The Mexican peso touched its highest level in 10 months against the U.S. dollar on Wednesday, approaching its highest since May 2016, and its run likely has not run out, some investors say.
The peso fell to its lowest level in history against the dollar on Jan. 19, the day before U.S. President Donald Trump’s inauguration, as traders worried that his campaign pledges to scrap the North American Free Trade Agreement and erect a wall between the two countries would weaken the Mexican economy.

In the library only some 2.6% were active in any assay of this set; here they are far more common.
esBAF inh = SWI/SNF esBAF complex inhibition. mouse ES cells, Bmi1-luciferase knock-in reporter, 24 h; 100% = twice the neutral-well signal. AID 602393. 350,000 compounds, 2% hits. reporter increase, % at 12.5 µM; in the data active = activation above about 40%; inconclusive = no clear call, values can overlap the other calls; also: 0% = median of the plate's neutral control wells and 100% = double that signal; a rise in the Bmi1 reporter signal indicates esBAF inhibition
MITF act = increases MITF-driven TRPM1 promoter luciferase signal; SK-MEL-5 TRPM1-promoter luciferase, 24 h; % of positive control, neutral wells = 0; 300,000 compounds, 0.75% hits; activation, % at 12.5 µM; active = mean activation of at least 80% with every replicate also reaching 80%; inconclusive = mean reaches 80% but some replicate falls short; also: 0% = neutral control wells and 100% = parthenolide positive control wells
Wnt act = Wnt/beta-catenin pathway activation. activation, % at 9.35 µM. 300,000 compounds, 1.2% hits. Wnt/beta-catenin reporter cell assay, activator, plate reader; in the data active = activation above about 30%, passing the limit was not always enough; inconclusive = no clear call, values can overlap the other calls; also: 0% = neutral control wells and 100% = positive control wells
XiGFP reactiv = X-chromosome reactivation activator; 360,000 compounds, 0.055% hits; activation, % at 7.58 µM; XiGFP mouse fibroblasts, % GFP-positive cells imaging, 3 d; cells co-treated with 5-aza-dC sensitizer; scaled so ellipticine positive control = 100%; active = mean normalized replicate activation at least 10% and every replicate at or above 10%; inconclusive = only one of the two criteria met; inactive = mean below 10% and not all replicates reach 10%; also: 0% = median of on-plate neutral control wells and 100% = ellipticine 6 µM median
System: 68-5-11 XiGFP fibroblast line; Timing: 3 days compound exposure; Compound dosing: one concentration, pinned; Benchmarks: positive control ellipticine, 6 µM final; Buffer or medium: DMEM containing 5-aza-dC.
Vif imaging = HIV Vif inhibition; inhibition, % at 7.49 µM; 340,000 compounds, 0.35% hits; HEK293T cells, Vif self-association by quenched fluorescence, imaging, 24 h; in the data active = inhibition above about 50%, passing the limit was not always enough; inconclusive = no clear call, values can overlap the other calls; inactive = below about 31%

But since Trump moved into the White House the peso has been on a tear, rising more than 20 percent against the dollar. It has been the world’s best performing major currency so far this year.
Rhetoric from Trump’s administration has become less corrosive since he took office. This and the Bank of Mexico’s aggressive monetary policy, including unexpectedly raising its benchmark interest rate last month to an eight-year high of 6.75 percent, have helped the peso firm to its highest level since Aug. 16.